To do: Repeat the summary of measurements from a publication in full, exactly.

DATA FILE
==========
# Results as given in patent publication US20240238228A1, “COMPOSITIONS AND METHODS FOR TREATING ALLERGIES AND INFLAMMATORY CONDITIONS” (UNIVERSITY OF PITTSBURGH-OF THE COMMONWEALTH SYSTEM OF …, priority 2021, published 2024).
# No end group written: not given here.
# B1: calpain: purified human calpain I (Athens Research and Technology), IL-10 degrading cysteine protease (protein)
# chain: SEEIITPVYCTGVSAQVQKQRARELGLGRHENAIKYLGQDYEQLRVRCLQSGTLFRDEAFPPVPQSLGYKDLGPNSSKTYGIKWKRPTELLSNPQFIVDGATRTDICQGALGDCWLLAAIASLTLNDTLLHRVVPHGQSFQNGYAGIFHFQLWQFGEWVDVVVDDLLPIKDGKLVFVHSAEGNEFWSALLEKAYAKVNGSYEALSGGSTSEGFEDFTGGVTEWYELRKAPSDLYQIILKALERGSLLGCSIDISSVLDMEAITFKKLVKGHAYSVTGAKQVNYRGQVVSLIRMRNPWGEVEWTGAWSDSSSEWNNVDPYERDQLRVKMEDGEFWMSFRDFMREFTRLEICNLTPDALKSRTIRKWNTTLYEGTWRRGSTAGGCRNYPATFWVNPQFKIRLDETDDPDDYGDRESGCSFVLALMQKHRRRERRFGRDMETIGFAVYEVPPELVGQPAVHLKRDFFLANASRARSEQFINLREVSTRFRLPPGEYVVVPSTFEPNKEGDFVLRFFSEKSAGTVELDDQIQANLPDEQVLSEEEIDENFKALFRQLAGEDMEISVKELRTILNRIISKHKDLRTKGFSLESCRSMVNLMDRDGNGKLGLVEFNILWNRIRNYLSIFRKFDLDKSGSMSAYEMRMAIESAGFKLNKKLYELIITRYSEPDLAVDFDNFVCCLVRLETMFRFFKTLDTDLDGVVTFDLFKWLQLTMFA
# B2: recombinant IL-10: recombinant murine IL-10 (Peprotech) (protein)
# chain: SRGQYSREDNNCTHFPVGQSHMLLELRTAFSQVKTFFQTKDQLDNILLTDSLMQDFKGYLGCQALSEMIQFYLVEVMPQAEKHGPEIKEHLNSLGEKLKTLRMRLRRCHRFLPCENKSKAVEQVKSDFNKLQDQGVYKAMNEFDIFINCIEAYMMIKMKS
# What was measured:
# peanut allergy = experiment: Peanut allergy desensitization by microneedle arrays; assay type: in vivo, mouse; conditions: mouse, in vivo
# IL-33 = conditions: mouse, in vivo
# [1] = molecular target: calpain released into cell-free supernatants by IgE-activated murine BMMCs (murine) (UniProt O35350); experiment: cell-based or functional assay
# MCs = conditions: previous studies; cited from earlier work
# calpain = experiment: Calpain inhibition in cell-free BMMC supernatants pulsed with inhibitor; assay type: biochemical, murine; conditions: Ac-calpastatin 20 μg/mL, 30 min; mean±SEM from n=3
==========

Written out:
# Results as given in patent publication US20240238228A1, “COMPOSITIONS AND METHODS FOR TREATING ALLERGIES AND INFLAMMATORY CONDITIONS” (UNIVERSITY OF PITTSBURGH-OF THE COMMONWEALTH SYSTEM OF …, priority 2021, published 2024).
# No end group written: not given here.
# B1: calpain: purified human calpain I (Athens Research and Technology), IL-10 degrading cysteine protease (protein)
# chain: SEEIITPVYCTGVSAQVQKQRARELGLGRHENAIKYLGQDYEQLRVRCLQSGTLFRDEAFPPVPQSLGYKDLGPNSSKTYGIKWKRPTELLSNPQFIVDGATRTDICQGALGDCWLLAAIASLTLNDTLLHRVVPHGQSFQNGYAGIFHFQLWQFGEWVDVVVDDLLPIKDGKLVFVHSAEGNEFWSALLEKAYAKVNGSYEALSGGSTSEGFEDFTGGVTEWYELRKAPSDLYQIILKALERGSLLGCSIDISSVLDMEAITFKKLVKGHAYSVTGAKQVNYRGQVVSLIRMRNPWGEVEWTGAWSDSSSEWNNVDPYERDQLRVKMEDGEFWMSFRDFMREFTRLEICNLTPDALKSRTIRKWNTTLYEGTWRRGSTAGGCRNYPATFWVNPQFKIRLDETDDPDDYGDRESGCSFVLALMQKHRRRERRFGRDMETIGFAVYEVPPELVGQPAVHLKRDFFLANASRARSEQFINLREVSTRFRLPPGEYVVVPSTFEPNKEGDFVLRFFSEKSAGTVELDDQIQANLPDEQVLSEEEIDENFKALFRQLAGEDMEISVKELRTILNRIISKHKDLRTKGFSLESCRSMVNLMDRDGNGKLGLVEFNILWNRIRNYLSIFRKFDLDKSGSMSAYEMRMAIESAGFKLNKKLYELIITRYSEPDLAVDFDNFVCCLVRLETMFRFFKTLDTDLDGVVTFDLFKWLQLTMFA
# B2: recombinant IL-10: recombinant murine IL-10 (Peprotech) (protein)
# chain: SRGQYSREDNNCTHFPVGQSHMLLELRTAFSQVKTFFQTKDQLDNILLTDSLMQDFKGYLGCQALSEMIQFYLVEVMPQAEKHGPEIKEHLNSLGEKLKTLRMRLRRCHRFLPCENKSKAVEQVKSDFNKLQDQGVYKAMNEFDIFINCIEAYMMIKMKS
# What was measured:
# peanut allergy = experiment: Peanut allergy desensitization by microneedle arrays; assay type: in vivo, mouse; conditions: mouse, in vivo
# IL-33 = conditions: mouse, in vivo
# [1] = molecular target: calpain released into cell-free supernatants by IgE-activated murine BMMCs (murine) (UniProt O35350); experiment: cell-based or functional assay
# MCs = conditions: previous studies; cited from earlier work
# calpain = experiment: Calpain inhibition in cell-free BMMC supernatants pulsed with inhibitor; assay type: biochemical, murine; conditions: Ac-calpastatin 20 μg/mL, 30 min; mean±SEM from n=3